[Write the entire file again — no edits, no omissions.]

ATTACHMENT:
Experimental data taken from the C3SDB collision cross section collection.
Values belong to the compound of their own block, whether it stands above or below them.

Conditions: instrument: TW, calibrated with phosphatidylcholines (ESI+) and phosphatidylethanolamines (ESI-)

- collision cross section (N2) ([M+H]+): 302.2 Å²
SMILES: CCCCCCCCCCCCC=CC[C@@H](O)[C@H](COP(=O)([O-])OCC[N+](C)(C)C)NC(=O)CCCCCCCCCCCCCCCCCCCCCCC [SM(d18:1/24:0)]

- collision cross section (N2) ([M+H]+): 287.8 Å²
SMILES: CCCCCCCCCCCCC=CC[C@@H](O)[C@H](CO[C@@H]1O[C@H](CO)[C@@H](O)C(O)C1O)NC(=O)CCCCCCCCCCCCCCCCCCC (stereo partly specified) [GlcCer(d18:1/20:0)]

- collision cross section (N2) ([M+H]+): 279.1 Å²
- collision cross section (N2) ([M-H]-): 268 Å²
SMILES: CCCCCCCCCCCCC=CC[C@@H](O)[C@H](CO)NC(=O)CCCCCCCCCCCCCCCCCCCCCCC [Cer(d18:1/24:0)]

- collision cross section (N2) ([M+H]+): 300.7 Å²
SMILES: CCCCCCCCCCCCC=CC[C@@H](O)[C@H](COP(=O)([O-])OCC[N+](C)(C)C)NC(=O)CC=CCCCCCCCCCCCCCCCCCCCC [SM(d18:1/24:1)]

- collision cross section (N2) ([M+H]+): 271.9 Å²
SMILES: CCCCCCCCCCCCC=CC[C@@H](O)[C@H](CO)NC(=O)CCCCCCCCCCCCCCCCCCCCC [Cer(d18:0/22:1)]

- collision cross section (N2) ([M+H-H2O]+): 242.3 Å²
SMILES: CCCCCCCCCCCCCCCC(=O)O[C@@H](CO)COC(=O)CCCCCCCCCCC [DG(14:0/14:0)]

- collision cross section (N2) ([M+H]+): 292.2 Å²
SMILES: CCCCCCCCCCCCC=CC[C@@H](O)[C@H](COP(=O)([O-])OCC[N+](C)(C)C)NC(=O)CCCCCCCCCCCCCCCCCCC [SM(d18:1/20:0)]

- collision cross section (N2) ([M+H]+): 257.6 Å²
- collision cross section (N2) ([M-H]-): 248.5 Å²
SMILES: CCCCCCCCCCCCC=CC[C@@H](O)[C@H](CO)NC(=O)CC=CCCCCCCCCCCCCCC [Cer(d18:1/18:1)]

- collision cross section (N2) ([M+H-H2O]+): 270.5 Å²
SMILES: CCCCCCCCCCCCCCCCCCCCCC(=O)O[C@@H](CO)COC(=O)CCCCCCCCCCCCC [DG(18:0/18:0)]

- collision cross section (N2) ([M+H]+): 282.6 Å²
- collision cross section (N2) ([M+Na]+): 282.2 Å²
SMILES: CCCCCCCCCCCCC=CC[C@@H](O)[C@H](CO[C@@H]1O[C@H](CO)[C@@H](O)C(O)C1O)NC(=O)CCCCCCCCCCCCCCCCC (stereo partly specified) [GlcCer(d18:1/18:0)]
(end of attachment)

Experimental data taken from the C3SDB collision cross section collection.
Values belong to the compound of their own block, whether it stands above or below them.

Conditions: instrument: TW, calibrated with phosphatidylcholines (ESI+) and phosphatidylethanolamines (ESI-)

- collision cross section (N2) ([M+H]+): 302.2 Å²
SMILES: CCCCCCCCCCCCC=CC[C@@H](O)[C@H](COP(=O)([O-])OCC[N+](C)(C)C)NC(=O)CCCCCCCCCCCCCCCCCCCCCCC [SM(d18:1/24:0)]

- collision cross section (N2) ([M+H]+): 287.8 Å²
SMILES: CCCCCCCCCCCCC=CC[C@@H](O)[C@H](CO[C@@H]1O[C@H](CO)[C@@H](O)C(O)C1O)NC(=O)CCCCCCCCCCCCCCCCCCC (stereo partly specified) [GlcCer(d18:1/20:0)]

- collision cross section (N2) ([M+H]+): 279.1 Å²
- collision cross section (N2) ([M-H]-): 268 Å²
SMILES: CCCCCCCCCCCCC=CC[C@@H](O)[C@H](CO)NC(=O)CCCCCCCCCCCCCCCCCCCCCCC [Cer(d18:1/24:0)]

- collision cross section (N2) ([M+H]+): 300.7 Å²
SMILES: CCCCCCCCCCCCC=CC[C@@H](O)[C@H](COP(=O)([O-])OCC[N+](C)(C)C)NC(=O)CC=CCCCCCCCCCCCCCCCCCCCC [SM(d18:1/24:1)]

- collision cross section (N2) ([M+H]+): 271.9 Å²
SMILES: CCCCCCCCCCCCC=CC[C@@H](O)[C@H](CO)NC(=O)CCCCCCCCCCCCCCCCCCCCC [Cer(d18:0/22:1)]

- collision cross section (N2) ([M+H-H2O]+): 242.3 Å²
SMILES: CCCCCCCCCCCCCCCC(=O)O[C@@H](CO)COC(=O)CCCCCCCCCCC [DG(14:0/14:0)]

- collision cross section (N2) ([M+H]+): 292.2 Å²
SMILES: CCCCCCCCCCCCC=CC[C@@H](O)[C@H](COP(=O)([O-])OCC[N+](C)(C)C)NC(=O)CCCCCCCCCCCCCCCCCCC [SM(d18:1/20:0)]

- collision cross section (N2) ([M+H]+): 257.6 Å²
- collision cross section (N2) ([M-H]-): 248.5 Å²
SMILES: CCCCCCCCCCCCC=CC[C@@H](O)[C@H](CO)NC(=O)CC=CCCCCCCCCCCCCCC [Cer(d18:1/18:1)]

- collision cross section (N2) ([M+H-H2O]+): 270.5 Å²
SMILES: CCCCCCCCCCCCCCCCCCCCCC(=O)O[C@@H](CO)COC(=O)CCCCCCCCCCCCC [DG(18:0/18:0)]

- collision cross section (N2) ([M+H]+): 282.6 Å²
- collision cross section (N2) ([M+Na]+): 282.2 Å²
SMILES: CCCCCCCCCCCCC=CC[C@@H](O)[C@H](CO[C@@H]1O[C@H](CO)[C@@H](O)C(O)C1O)NC(=O)CCCCCCCCCCCCCCCCC (stereo partly specified) [GlcCer(d18:1/18:0)]